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Neil Patrick Harris’ jam-packed variety show Best Time Ever coming to NBC

Who wouldn’t want to have the Best Time Ever? That’s the name of a new variety show coming to NBC that will see Neil Patrick Harris at the helm, not so much as a typical host, but more like a ringleader, reports Variety.

The TV star and consummate host will be at the center of the program, which is (of course) based on a British show called Ant and Dec’s Saturday Night Takeaway. The show will be of the true variety ilk, featuring everything from comedy to sketches, game show elements, pranks, and performances. Given Harris’ known passion for magic, chances are it will have elements of that, too. The show will also feature a celebrity guest in each episode.

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Viewers will be able to join in on the fun, too, with the chance to win cash and prizes, participate in hidden camera experiments, and partake in interactive elements. For example, it has already been revealed that in the first episode, which will air on September 15 and feature Reese Witherspoon, Harris went undercover to a random wedding to photo bomb the bride and groom. Every episode will end with a musical number – not surprisingly given Harris’ love for picking up the microphone.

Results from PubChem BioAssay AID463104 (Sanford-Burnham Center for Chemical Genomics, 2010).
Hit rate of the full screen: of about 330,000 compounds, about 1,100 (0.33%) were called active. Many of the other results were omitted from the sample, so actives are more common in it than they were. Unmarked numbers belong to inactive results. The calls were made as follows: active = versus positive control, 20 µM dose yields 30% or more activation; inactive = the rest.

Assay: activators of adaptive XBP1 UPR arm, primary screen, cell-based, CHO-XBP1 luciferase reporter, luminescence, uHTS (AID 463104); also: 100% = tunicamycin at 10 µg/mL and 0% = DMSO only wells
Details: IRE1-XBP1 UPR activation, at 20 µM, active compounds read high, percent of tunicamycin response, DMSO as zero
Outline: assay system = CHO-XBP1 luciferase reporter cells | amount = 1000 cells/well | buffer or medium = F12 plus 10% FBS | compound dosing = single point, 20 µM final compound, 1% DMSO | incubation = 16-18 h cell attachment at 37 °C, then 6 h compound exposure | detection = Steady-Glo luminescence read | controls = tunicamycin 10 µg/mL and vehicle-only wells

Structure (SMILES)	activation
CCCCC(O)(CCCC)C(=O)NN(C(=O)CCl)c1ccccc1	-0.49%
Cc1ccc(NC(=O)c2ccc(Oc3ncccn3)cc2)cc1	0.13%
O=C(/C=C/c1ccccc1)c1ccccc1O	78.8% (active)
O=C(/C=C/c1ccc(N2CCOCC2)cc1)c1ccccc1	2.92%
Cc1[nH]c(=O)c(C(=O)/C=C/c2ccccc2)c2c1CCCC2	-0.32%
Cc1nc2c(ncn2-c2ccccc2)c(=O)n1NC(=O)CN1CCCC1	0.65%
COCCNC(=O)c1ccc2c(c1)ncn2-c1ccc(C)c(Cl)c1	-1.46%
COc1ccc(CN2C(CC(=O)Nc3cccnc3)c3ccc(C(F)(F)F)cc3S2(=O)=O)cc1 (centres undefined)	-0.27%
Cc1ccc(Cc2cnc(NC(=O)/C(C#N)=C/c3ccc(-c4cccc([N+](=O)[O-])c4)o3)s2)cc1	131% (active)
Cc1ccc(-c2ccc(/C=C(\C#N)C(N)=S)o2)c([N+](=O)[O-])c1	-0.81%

Don’t think of this, however, as a modern day Star Search or Dean Martin Show. Given that Harris has tapped comedians like Sarah Silverman and Louis C.K. as stars he’d love to see appear on Best Show Ever, it’s clear that it’s going after the millennial/Gen-X demographic, with content that is likely to be a bit edgy.

It sounds like a mix of a quite a lot of different elements, with influences from Candid Camera to Whose Line is it Anyway? to Celebrity Game Night, along with pranks like Punk’d, and a bit of late night talk show thrown in for good measure.

If anyone can get a viewing audience riled up, it’s Harris, who has hosted several major awards programs, from the Emmys to the Tonys, and spent nine years playing the animated, womanizing character Barney Stinson on CBS sitcom How I Met Your Mother.

Harris is heavily tied to the project behind the scenes as well, operating as showrunner, assisted by Siobhan Greene, who has been involved with the British series through its run, and will serve as executive producer of the American version as well.

So far, the deal with NBC is for eight episodes, and Harris has signed on for at least a year as both host and producer. Should it get picked up to continue, though, Harris notes that it’ll likely continue with that relatively low number of shows per season given the “complexity of the production.”